How #FightHotCheetos Became a Thing

How #FightHotCheetos Became a Thing

Often the best way to address real challenges our students face, is to offer better, more intriguing alternatives.

This is how #FightHotCheetos became a thing at our middle school.

We know that obesity occurs at alarming rates in our youth populations. Nationwide, 17% of children and teens are obese (12.7 million students). On top of this, students in urban contexts are disparitly affected. More specifically, students who are Hispanic, non-Hispanic black, from low-income or less educated households are far more likely to become obese (CDC). Students attending my school, in particular, live in a “food desert.” Food detrimental to their health and well-being is offered on nearly every corner of the block.  But organic fruits and vegetables are neighborhoods away. Knowledge about how to work them into an everyday diet, might even be further away.


What we eat affects how we learn.

We know that what students eat affects the way they feel, how much they are motivated, and what they learn. In response to this reality, our school moved to serve breakfast in the classroom.  Our district even worked to improve nutritional offerings during the lunch time hour.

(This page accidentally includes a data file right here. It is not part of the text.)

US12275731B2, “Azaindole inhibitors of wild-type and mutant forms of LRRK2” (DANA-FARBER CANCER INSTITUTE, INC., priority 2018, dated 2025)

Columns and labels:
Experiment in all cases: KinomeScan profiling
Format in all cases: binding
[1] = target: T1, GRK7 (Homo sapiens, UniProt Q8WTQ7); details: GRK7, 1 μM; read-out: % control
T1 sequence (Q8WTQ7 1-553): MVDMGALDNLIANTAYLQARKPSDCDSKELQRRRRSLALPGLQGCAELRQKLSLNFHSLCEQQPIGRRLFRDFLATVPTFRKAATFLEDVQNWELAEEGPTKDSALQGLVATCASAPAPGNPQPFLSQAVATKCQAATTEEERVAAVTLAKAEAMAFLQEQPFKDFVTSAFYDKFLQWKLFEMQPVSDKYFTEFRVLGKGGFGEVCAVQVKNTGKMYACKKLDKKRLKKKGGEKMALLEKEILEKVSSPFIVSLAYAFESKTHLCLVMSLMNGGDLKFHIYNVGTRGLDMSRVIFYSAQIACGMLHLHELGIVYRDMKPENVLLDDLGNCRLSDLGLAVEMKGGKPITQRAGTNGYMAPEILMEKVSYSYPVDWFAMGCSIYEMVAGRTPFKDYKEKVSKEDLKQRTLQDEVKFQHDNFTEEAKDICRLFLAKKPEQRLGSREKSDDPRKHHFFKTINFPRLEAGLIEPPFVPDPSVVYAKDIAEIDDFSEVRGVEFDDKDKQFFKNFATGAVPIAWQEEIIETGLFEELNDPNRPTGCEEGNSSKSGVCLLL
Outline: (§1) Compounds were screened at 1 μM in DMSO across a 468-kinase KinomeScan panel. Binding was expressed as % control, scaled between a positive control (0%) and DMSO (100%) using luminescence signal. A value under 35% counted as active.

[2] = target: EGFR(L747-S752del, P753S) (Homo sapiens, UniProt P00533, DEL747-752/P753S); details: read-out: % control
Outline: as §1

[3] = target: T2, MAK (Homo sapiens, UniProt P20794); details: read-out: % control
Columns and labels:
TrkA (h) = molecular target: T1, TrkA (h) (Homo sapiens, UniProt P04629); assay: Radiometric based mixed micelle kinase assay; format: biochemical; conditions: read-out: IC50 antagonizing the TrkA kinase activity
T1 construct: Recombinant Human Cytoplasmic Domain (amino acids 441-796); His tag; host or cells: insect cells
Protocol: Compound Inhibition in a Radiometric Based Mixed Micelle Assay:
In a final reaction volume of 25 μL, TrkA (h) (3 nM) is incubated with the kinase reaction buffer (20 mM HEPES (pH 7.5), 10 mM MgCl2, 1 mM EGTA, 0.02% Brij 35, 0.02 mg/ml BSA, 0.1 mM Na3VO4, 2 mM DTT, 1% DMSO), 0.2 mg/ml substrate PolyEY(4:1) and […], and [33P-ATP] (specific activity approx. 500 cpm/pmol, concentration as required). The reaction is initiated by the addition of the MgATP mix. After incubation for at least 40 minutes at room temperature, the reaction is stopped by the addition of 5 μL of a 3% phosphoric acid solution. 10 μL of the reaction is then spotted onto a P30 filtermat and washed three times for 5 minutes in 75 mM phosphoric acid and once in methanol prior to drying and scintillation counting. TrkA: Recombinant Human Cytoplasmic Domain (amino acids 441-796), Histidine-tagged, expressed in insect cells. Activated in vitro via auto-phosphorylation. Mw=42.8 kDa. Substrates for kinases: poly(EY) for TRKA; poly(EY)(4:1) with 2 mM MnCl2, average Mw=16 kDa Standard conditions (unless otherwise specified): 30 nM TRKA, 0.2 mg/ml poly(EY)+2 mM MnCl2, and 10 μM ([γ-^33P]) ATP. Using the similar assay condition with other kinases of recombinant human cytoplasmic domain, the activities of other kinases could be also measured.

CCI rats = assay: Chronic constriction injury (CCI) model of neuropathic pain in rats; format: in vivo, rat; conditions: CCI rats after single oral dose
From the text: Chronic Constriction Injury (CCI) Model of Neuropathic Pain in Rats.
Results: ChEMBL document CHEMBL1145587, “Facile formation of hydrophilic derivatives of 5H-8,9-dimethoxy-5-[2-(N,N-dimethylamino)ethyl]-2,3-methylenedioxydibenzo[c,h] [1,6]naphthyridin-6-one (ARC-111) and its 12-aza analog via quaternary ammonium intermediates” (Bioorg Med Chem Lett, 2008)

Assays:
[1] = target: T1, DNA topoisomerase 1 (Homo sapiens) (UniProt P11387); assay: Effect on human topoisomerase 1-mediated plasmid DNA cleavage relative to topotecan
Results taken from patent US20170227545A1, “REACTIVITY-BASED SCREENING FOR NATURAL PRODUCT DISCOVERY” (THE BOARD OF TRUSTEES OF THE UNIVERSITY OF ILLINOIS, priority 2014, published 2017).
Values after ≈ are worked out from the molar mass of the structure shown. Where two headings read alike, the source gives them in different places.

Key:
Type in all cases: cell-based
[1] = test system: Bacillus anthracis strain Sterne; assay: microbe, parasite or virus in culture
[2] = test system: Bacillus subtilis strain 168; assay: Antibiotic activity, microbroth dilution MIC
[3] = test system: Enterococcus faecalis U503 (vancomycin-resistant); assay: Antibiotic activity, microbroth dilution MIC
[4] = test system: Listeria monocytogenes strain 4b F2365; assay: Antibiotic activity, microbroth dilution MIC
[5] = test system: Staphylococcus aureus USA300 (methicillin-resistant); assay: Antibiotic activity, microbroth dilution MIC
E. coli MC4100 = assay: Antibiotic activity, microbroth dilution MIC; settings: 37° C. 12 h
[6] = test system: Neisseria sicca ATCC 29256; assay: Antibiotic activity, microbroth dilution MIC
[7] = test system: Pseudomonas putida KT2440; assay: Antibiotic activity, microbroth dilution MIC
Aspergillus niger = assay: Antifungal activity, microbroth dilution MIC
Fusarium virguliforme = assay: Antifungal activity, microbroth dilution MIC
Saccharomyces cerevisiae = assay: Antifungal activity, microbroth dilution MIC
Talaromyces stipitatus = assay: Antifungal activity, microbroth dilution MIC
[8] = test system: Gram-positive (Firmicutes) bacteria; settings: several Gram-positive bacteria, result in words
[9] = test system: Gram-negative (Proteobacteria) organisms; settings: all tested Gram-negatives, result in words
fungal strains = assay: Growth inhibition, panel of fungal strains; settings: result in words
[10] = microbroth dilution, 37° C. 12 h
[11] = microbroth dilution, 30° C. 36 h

But it wasn’t enough.

The discolored fingertips, lethargic bodies, and neon-red post-run throw up (don’t ask to see the photo!) told us that we needed an intervention. Kids were still making poor food choices. So Ms. Burns and I took up the fight. But we didn’t take Hot Cheetos on directly. No, we were smarter than that. For an entire school year, we worked to present students with ‘delicious but nutritious’ alternative options every Tuesday.


We called it “Try it Out Tuesday.”

And kids ate it up! A majority of students proved brave enough to try on new tastes, new flavors. New fruits. New vegetables.


From dried mangoes to broccolini, from seaweed to tangelos, sparkling water to air-popped popcorn, students tried it all.